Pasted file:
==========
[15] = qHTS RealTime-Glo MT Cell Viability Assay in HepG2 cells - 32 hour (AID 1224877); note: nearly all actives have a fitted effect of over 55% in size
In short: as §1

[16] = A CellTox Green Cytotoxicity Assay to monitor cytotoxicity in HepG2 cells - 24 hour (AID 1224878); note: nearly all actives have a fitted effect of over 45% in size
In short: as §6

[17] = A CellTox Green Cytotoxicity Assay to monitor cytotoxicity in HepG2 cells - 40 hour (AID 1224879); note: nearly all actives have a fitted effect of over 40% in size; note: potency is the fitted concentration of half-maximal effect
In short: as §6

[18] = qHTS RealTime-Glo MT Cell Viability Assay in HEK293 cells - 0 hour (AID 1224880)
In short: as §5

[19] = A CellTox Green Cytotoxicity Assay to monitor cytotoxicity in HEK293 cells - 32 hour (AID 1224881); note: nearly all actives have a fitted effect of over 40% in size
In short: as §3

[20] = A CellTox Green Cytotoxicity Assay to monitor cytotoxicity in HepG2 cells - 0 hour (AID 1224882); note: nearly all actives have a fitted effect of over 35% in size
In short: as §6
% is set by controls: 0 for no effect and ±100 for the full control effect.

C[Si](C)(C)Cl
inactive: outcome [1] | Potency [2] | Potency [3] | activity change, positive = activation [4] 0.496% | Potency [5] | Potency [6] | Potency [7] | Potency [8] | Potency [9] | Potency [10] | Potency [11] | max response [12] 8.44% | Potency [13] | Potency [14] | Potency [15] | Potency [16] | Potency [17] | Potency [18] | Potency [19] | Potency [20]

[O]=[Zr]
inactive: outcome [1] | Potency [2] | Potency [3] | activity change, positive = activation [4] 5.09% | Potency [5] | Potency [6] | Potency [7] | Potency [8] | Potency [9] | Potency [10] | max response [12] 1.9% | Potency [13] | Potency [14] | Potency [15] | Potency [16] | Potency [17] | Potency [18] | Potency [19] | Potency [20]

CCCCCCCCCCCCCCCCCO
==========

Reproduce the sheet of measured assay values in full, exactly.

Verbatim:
[15] = qHTS RealTime-Glo MT Cell Viability Assay in HepG2 cells - 32 hour (AID 1224877); note: nearly all actives have a fitted effect of over 55% in size
In short: as §1

[16] = A CellTox Green Cytotoxicity Assay to monitor cytotoxicity in HepG2 cells - 24 hour (AID 1224878); note: nearly all actives have a fitted effect of over 45% in size
In short: as §6

[17] = A CellTox Green Cytotoxicity Assay to monitor cytotoxicity in HepG2 cells - 40 hour (AID 1224879); note: nearly all actives have a fitted effect of over 40% in size; note: potency is the fitted concentration of half-maximal effect
In short: as §6

[18] = qHTS RealTime-Glo MT Cell Viability Assay in HEK293 cells - 0 hour (AID 1224880)
In short: as §5

[19] = A CellTox Green Cytotoxicity Assay to monitor cytotoxicity in HEK293 cells - 32 hour (AID 1224881); note: nearly all actives have a fitted effect of over 40% in size
In short: as §3

[20] = A CellTox Green Cytotoxicity Assay to monitor cytotoxicity in HepG2 cells - 0 hour (AID 1224882); note: nearly all actives have a fitted effect of over 35% in size
In short: as §6
% is set by controls: 0 for no effect and ±100 for the full control effect.

C[Si](C)(C)Cl
inactive: outcome [1] | Potency [2] | Potency [3] | activity change, positive = activation [4] 0.496% | Potency [5] | Potency [6] | Potency [7] | Potency [8] | Potency [9] | Potency [10] | Potency [11] | max response [12] 8.44% | Potency [13] | Potency [14] | Potency [15] | Potency [16] | Potency [17] | Potency [18] | Potency [19] | Potency [20]

[O]=[Zr]
inactive: outcome [1] | Potency [2] | Potency [3] | activity change, positive = activation [4] 5.09% | Potency [5] | Potency [6] | Potency [7] | Potency [8] | Potency [9] | Potency [10] | max response [12] 1.9% | Potency [13] | Potency [14] | Potency [15] | Potency [16] | Potency [17] | Potency [18] | Potency [19] | Potency [20]

CCCCCCCCCCCCCCCCCO